Sunday, October 5, 2008

"It was not a miracle at all. It is very easily explained."

One of the most frustrating things over the past few years has been the Bush administration's failure to challenge the lies and misinterpretations propagated by the media, activists and its political opponents. So it is good to see that Gen. Petraeus is willing to directly correct the media's spin:

SPIEGEL: One of the great miracles in all this is the behavior of Moqtada al-Sadr, who for some time now has kept his Mahdi Army quiet.

Petraeus: It was not a miracle at all. It is very easily explained. The Sadr movement’s reputation was tarnished badly by the actions of the militia that bear the Sadr name. The Shiite population came to reject the militia as it no longer needed militia protection from al-Qaida. Elements of the militia were extorting money from shopkeepers, they were kidnapping for ransom, they were linked to the killing of two southern governors and three police chiefs and they caused reprehensible violence in the whole city of Karbala in August 2007. Al-Sadr realized that his movement was on the verge of the worst possible situation -- popular rejection -- and he declared a cease-fire. The same followed the violence precipitated by the militia and so-called special groups in March and April of this year, when those elements sustained very significant losses in terms of leaders and fighters -- and was, again, in jeopardy of being rejected by the people. Al-Sadr really had no logical alternative.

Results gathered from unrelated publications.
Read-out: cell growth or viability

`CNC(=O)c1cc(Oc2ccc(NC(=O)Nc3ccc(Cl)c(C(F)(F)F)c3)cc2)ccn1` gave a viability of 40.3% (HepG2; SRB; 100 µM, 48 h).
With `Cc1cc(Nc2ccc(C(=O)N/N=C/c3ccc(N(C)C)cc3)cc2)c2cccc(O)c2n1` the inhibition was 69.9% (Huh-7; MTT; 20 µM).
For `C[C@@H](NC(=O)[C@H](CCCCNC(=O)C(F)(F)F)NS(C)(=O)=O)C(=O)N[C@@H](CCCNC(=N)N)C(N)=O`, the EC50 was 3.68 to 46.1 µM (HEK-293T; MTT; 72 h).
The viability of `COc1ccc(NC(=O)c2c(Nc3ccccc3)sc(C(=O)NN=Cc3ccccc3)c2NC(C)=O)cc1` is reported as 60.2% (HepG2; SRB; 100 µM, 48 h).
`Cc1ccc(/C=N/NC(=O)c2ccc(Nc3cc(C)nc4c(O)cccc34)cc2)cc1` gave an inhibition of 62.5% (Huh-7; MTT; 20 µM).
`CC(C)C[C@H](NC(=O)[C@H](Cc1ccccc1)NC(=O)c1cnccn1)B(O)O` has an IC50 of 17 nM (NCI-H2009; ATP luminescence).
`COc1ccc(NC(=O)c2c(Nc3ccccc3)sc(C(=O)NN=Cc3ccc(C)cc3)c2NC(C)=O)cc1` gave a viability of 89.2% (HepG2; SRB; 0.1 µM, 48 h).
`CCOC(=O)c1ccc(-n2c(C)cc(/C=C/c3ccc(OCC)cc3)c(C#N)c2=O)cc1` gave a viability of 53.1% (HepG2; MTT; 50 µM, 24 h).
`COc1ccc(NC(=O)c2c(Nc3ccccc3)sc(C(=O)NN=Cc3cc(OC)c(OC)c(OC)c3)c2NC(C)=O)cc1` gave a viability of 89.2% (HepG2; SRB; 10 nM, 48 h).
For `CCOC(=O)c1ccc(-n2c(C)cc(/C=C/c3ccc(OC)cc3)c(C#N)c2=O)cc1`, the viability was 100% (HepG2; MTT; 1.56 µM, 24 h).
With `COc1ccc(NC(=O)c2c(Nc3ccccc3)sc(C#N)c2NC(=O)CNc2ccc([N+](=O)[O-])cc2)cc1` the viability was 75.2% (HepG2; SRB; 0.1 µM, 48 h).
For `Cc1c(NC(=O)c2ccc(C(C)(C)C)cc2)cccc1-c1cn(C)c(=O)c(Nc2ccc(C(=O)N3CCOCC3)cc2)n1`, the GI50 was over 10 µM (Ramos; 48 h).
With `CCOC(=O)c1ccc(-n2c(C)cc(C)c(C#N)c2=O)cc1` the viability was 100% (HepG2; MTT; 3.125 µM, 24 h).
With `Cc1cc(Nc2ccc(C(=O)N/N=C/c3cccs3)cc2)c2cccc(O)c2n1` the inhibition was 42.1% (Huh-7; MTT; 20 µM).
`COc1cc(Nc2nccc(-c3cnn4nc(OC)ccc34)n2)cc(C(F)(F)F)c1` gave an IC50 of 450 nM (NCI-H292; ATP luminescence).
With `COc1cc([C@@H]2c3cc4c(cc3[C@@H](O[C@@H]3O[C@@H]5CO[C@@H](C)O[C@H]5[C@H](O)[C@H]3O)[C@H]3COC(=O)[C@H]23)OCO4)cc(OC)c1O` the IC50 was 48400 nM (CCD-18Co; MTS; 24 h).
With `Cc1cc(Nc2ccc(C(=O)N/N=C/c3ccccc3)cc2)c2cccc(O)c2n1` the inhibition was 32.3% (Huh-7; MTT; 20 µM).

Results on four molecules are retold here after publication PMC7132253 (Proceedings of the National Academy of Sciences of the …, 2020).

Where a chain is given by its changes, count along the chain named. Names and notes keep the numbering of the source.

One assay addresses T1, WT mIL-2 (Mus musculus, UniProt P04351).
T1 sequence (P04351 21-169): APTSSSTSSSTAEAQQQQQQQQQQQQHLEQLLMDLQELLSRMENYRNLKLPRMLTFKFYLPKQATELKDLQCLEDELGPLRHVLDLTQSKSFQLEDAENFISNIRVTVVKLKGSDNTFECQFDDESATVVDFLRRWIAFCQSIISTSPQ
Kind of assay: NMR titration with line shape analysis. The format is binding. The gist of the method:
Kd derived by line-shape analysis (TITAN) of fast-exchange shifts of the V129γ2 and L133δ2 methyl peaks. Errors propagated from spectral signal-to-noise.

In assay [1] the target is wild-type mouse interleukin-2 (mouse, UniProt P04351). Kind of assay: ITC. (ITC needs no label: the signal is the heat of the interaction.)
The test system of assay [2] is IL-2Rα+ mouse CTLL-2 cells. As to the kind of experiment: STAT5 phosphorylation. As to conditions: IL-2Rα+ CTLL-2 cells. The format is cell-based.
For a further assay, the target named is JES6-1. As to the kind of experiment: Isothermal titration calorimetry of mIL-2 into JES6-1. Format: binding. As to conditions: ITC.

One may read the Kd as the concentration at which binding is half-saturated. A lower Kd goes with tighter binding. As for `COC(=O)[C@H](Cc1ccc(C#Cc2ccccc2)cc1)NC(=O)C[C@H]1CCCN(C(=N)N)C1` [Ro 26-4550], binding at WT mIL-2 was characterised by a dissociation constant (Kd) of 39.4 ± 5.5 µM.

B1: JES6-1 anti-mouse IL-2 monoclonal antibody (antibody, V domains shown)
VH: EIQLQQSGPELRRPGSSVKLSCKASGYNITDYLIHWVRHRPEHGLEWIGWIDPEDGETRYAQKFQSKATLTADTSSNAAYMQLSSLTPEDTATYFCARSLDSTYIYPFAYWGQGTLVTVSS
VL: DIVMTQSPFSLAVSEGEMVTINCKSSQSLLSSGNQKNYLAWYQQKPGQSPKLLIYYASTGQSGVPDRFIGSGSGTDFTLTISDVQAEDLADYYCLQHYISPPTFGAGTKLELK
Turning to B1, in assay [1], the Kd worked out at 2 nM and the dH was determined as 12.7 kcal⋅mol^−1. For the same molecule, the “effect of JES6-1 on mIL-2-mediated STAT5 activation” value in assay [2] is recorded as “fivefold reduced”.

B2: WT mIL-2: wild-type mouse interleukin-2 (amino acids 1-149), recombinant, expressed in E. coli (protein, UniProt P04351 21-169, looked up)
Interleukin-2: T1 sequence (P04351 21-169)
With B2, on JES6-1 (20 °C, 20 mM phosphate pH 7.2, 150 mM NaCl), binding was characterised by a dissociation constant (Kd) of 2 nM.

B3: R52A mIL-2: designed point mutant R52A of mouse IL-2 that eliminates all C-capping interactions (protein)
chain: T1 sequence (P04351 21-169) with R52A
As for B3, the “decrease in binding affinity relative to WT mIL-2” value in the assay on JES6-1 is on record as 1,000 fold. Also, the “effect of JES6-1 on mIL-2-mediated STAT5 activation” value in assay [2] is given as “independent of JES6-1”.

SPIEGEL: And the Sunnis, on the other hand, were bribed into cooperation, as Bob Woodward writes in his new book "The War Within"?

Petraeus: That's not completely accurate. I will tell you what we have done. The Sunni Arabs began to realize that they had made a huge mistake by not voting in the election of 2005 and by not being part of the new Iraq. They had reasons for this: They were effected by the disestablishment of the military and by de-Baathification (the dismantling of Saddam Hussein's party) in winter 2007-2007. They increasingly recognized that their future lay in being part of the solution rather than a continuing part of the problem. But they couldn't reject al-Qaida without our provision of security. So we took care of their security, we moved into their neighborhoods, we protected their tribal leaders who led the rejection of al-Qaida. And then we cleared many of their towns and cities and rural areas of al-Qaida Iraq and other insurgents, sometimes with their help, but often without it. And once their areas were clear, many of them sought to help us keep them secure -- and, over time, we began hiring them to man checkpoints and help keep their areas clear. You know, we had money for emergency reconstruction programs, and this seemed a wise investment -- as reconstruction is not possible without security -- and they helped to maintain it.

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